With Faculty Superstars and a Famous Dropout, Harvard Launches Capital Campaign’s Public Phase

Money Talks
Jessica C. Salley

Bill Gates jokes about his reputation for not attending classes in his Harvard years with financier David M. Rubenstein during the public launch of The Harvard Campaign on Saturday. The two met for a discussion about philanthropy in Sanders Theatre as part of the weekend's launch events.

An afternoon packed with star-studded events for Harvard’s alumni and donors kicked off the public phase of Harvard’s potentially record-breaking capital campaign on Saturday.

Former Harvard student Bill Gates, University President Drew G. Faust, campaign co-chairs, and prominent Harvard faculty members spoke in a nearly four-hour program in Memorial Church and Sanders Theatre designed to build excitement and momentum for the fundraising effort.

The events culminated with an announcement, disseminated in a press release earlier in the afternoon, that The Harvard Campaign would aim to raise a total of $6.5 billion, and that it has accrued $2.8 billion in donations and pledges so far. That announcement, made by Campaign co-chair and Harvard Corporation member Paul J. Finnegan ’75, drew a standing ovation from the several hundred alumni and supporters assembled in Sanders Theatre.

Following the unveiling of the Campaign’s monetary target, Faust took the podium to outline her aspirations for an invigorated fundraising drive.

“This afternoon I want to share with you my ambitions—ambitions for how Harvard will be enhanced and enabled by this campaign,” she said, then touching upon House renewal, development in Allston, interdisciplinary collaboration, and other campaign priorities.

Striking a motivational tone, she said later in her remarks, “[The campaign] must shine a light on why universities matter—and why the higher purposes of higher education must continue to claim a central place in our national life and its educational agenda.”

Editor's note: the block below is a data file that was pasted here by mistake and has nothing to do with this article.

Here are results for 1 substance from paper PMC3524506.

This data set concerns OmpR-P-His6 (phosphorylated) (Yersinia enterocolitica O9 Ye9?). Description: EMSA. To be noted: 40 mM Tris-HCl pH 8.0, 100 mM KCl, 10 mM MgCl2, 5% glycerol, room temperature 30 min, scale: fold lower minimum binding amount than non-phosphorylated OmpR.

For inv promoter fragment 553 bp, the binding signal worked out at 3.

After mingling at a tent outside Memorial Church shortly before 1 p.m., hundreds of donors, alumni, and Campaign staff members gathered inside the church for a faculty panel entitled “The Future of Knowledge.” The panel featured four professors and was moderated by Jonathan L. Zittrain, a leading thinker in the field of internet law who holds appointments at the Law School, the Kennedy School, and the School of Engineering and Applied Sciences. A brief question-and-answer session followed.

The panelists discussed a variety of challenges and opportunities in higher education, including the impact of technological advances on academia and the role of academic institutions in disseminating knowledge. As part of a segment of the discussion focused on the nature of truth in academia, a well-known clip from The Colbert Report about “truthiness” was played to the audience.

While neither Zittrain nor the panelists directly discussed The Harvard Campaign, their conversation covered many of its themes—among others, interdisciplinary collaboration and the power and limit of technology in spreading information.

Once in Sanders, investor and Campaign co-chair David M. Rubenstein interviewed Bill Gates, who attended the College for three years but did not graduate. Their conversation covered Gates’s time at Harvard, his creation of Microsoft and, later, his work with the Bill and Melinda Gates Foundation and his relationships with other business leaders, such as Steve Jobs and Warren Buffett.

Rubenstein also asked him more trivial questions, such as why users must enter the command “control-alt-delete” to start up the Windows operating system. Gates began giving a technical explanation before pausing and admitting, “it was a mistake,” prompting laughter from the crowd.

The two men discussed Gates’s legacy in the world of business, philanthropy, and even in his own family. Rubenstein asked Gates whether he would trade his success for 10 more years of life.

“For 20,” Gates joked.

Faust topped off the afternoon with a speech lasting just over 30 minutes, describing a general vision for the University and the Campaign’s place in its future.

“It is up to us to make sure that we continue to build, to lead, to advance in a world almost unimaginably different from the one our founders inhabited nearly four centuries ago,” Faust said.

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